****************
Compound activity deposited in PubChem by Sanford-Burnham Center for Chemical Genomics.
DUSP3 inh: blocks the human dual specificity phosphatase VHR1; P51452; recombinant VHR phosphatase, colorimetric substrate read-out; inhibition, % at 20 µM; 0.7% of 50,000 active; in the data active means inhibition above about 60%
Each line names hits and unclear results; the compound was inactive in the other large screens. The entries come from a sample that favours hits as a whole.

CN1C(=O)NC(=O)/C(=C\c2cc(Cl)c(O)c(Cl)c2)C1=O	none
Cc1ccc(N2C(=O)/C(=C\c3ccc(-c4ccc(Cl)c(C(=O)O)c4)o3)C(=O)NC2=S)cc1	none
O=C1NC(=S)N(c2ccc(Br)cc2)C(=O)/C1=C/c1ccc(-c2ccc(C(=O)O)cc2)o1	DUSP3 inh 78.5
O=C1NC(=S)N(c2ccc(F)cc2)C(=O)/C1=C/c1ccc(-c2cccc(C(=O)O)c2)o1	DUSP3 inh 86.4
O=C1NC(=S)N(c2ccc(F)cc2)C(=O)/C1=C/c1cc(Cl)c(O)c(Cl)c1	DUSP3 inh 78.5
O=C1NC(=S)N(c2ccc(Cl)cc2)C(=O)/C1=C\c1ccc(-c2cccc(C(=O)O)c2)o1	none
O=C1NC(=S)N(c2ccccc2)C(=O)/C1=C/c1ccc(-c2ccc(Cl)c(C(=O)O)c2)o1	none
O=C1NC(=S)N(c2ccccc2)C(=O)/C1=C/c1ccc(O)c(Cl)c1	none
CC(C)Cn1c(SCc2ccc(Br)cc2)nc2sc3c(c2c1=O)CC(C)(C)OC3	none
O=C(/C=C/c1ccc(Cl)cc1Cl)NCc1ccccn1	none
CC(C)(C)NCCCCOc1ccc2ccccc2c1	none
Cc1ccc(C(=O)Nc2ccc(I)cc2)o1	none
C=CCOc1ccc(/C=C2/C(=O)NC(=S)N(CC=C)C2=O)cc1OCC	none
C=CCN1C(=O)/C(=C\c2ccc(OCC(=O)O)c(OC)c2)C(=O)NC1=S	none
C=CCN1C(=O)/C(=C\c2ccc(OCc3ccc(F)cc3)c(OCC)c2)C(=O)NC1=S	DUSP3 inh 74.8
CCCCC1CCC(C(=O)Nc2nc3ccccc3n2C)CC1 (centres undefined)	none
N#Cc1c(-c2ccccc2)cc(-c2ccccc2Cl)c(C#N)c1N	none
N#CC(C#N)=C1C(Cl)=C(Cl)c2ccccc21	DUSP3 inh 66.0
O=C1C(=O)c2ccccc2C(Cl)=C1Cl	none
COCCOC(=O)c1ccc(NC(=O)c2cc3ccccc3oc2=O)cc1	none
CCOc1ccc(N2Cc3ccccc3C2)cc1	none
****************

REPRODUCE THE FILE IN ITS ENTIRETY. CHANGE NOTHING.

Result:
Compound activity deposited in PubChem by Sanford-Burnham Center for Chemical Genomics.
DUSP3 inh: blocks the human dual specificity phosphatase VHR1; P51452; recombinant VHR phosphatase, colorimetric substrate read-out; inhibition, % at 20 µM; 0.7% of 50,000 active; in the data active means inhibition above about 60%
Each line names hits and unclear results; the compound was inactive in the other large screens. The entries come from a sample that favours hits as a whole.

CN1C(=O)NC(=O)/C(=C\c2cc(Cl)c(O)c(Cl)c2)C1=O	none
Cc1ccc(N2C(=O)/C(=C\c3ccc(-c4ccc(Cl)c(C(=O)O)c4)o3)C(=O)NC2=S)cc1	none
O=C1NC(=S)N(c2ccc(Br)cc2)C(=O)/C1=C/c1ccc(-c2ccc(C(=O)O)cc2)o1	DUSP3 inh 78.5
O=C1NC(=S)N(c2ccc(F)cc2)C(=O)/C1=C/c1ccc(-c2cccc(C(=O)O)c2)o1	DUSP3 inh 86.4
O=C1NC(=S)N(c2ccc(F)cc2)C(=O)/C1=C/c1cc(Cl)c(O)c(Cl)c1	DUSP3 inh 78.5
O=C1NC(=S)N(c2ccc(Cl)cc2)C(=O)/C1=C\c1ccc(-c2cccc(C(=O)O)c2)o1	none
O=C1NC(=S)N(c2ccccc2)C(=O)/C1=C/c1ccc(-c2ccc(Cl)c(C(=O)O)c2)o1	none
O=C1NC(=S)N(c2ccccc2)C(=O)/C1=C/c1ccc(O)c(Cl)c1	none
CC(C)Cn1c(SCc2ccc(Br)cc2)nc2sc3c(c2c1=O)CC(C)(C)OC3	none
O=C(/C=C/c1ccc(Cl)cc1Cl)NCc1ccccn1	none
CC(C)(C)NCCCCOc1ccc2ccccc2c1	none
Cc1ccc(C(=O)Nc2ccc(I)cc2)o1	none
C=CCOc1ccc(/C=C2/C(=O)NC(=S)N(CC=C)C2=O)cc1OCC	none
C=CCN1C(=O)/C(=C\c2ccc(OCC(=O)O)c(OC)c2)C(=O)NC1=S	none
C=CCN1C(=O)/C(=C\c2ccc(OCc3ccc(F)cc3)c(OCC)c2)C(=O)NC1=S	DUSP3 inh 74.8
CCCCC1CCC(C(=O)Nc2nc3ccccc3n2C)CC1 (centres undefined)	none
N#Cc1c(-c2ccccc2)cc(-c2ccccc2Cl)c(C#N)c1N	none
N#CC(C#N)=C1C(Cl)=C(Cl)c2ccccc21	DUSP3 inh 66.0
O=C1C(=O)c2ccccc2C(Cl)=C1Cl	none
COCCOC(=O)c1ccc(NC(=O)c2cc3ccccc3oc2=O)cc1	none
CCOc1ccc(N2Cc3ccccc3C2)cc1	none